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Banking on women
Chidambaram may have hit upon the idea now, but Lakhimi Baruah of Jorhat has been running a profitable all-women bank for the past 14 years.
When finance minister P Chidambaram announced an allwomen public sector bank in his Budget speech, Lakhimi Baruah was thrilled. The 64-year-old, who lives in Jorhat in Assam, has been providing banking services for women, by women since 1998. "You don't know how happy I am that the finance minister proposed this. It will empower women financially, " she says.
Baruah should know: Her Kanaklata Mahila Urban Co-operative Bank has 21, 000 customers and a working capital of Rs 6 crore. Since the day she started it on November 14, 1998, her bank has been showing a profit while lending to some of the poorest women in the district. About 75 per cent of the customers are women, mostly illiterate and from backward communities. More than 300 women's self-help groups have benefited from the bank's micro-credit and credit facilities.
Kanaklata Mahila Urban Co-operative Bank, named after the Assamese woman freedom fighter Kanaklata Baruah, has three branches in Jorhat district, run by 14 women, including Lakhimi Baruah. It has extended services to neighbouring Golaghat and Sivsagar districts. The governing body of the bank plans to ask the Assam government to allow it to serve the entire state.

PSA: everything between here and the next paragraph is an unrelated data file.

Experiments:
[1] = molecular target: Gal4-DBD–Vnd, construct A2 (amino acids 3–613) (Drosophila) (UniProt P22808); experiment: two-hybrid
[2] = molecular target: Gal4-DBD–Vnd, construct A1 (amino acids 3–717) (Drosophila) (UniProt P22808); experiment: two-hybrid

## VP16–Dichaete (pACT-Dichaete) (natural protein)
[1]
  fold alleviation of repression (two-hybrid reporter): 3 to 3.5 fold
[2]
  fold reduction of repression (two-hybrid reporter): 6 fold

"We set up the bank in a rented house in Jorhat town with four women employees and an initial capital of Rs 8. 46 lakh. In 2000, we got our license from the RBI and have not looked back. Today, we have our own buildings and have 8, 000 members of the co-operative, " she says.
The idea of opening such a bank came to her in the 1980s, when she was a social worker helping economically weaker women in Jorhat. Baruah realised that poor women tried to save money but in the absence of access to conventional banks and formal accounts, they could not build up their savings. "I started exploring avenues to open a bank to take care of financial services for women. I thought a bank run by women would be able to understand the needs and concerns of women better, " she says.
However, there are limitations to a cooperative bank, which is why Baruah welcomes Chidambaram's plan for a public sector bank for women. "Our bank is like a rivulet in comparison to a public sector bank, which is a sea. A public sector bank for women will be able to overcome the limitations and reach more women in the country, " she says.
Baruah retired a few years ago but the management has retained her as managing director on extension for the next two years. She is actively working on making online services available. "Till my last breath I want to work for my bank, " she says. "I want to see women banks flourish across the country. "
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